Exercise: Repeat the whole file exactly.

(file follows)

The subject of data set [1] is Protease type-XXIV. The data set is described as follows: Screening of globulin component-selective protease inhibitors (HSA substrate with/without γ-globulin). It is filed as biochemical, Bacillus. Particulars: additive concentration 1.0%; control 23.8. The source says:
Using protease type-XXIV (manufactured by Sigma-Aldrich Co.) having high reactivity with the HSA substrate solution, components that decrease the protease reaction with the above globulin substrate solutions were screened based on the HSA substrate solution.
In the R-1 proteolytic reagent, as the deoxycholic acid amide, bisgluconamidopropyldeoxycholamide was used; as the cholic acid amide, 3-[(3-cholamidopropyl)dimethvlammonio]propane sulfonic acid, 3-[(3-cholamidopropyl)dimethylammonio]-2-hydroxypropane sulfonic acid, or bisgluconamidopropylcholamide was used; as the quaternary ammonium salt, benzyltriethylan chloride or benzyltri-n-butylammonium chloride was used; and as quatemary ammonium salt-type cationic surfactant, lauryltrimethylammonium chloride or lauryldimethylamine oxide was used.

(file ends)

The subject of data set [1] is Protease type-XXIV. The data set is described as follows: Screening of globulin component-selective protease inhibitors (HSA substrate with/without γ-globulin). It is filed as biochemical, Bacillus. Particulars: additive concentration 1.0%; control 23.8. The source says:
Using protease type-XXIV (manufactured by Sigma-Aldrich Co.) having high reactivity with the HSA substrate solution, components that decrease the protease reaction with the above globulin substrate solutions were screened based on the HSA substrate solution.
In the R-1 proteolytic reagent, as the deoxycholic acid amide, bisgluconamidopropyldeoxycholamide was used; as the cholic acid amide, 3-[(3-cholamidopropyl)dimethvlammonio]propane sulfonic acid, 3-[(3-cholamidopropyl)dimethylammonio]-2-hydroxypropane sulfonic acid, or bisgluconamidopropylcholamide was used; as the quaternary ammonium salt, benzyltriethylan chloride or benzyltri-n-butylammonium chloride was used; and as quatemary ammonium salt-type cationic surfactant, lauryltrimethylammonium chloride or lauryldimethylamine oxide was used.